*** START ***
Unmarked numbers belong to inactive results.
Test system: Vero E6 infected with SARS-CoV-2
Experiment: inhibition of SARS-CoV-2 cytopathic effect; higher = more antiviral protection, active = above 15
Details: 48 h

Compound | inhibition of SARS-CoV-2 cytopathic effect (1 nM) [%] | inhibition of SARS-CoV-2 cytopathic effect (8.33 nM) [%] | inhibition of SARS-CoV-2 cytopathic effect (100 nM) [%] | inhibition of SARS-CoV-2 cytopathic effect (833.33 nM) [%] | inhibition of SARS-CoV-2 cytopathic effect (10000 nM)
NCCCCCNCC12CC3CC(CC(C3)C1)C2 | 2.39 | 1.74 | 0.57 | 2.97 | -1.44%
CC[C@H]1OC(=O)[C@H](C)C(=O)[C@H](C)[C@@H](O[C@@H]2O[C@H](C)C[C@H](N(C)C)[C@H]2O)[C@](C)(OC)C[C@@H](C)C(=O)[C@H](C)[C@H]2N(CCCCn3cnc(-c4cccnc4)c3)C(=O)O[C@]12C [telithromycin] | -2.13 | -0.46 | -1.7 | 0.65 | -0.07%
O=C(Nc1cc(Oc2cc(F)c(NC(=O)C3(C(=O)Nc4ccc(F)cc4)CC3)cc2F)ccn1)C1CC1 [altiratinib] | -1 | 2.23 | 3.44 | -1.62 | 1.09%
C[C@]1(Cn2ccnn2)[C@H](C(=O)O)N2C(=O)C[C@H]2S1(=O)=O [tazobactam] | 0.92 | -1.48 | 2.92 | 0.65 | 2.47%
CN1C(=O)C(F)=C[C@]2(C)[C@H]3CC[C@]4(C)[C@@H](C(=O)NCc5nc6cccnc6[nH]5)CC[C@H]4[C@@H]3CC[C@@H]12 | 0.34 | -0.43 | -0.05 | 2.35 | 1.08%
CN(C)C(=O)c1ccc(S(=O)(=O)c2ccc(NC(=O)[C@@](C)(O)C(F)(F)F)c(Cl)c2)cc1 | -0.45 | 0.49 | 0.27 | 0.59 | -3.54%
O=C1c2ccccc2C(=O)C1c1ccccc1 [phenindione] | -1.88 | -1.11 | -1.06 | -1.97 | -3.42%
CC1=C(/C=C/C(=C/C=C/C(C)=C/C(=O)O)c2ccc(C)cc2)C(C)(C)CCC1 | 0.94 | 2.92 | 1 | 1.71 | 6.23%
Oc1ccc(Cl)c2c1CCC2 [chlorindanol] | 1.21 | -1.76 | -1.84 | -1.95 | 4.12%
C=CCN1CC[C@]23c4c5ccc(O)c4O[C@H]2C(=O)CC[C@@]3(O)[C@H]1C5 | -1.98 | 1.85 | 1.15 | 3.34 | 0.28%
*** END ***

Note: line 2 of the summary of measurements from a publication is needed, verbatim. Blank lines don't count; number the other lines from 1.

Test system: Vero E6 infected with SARS-CoV-2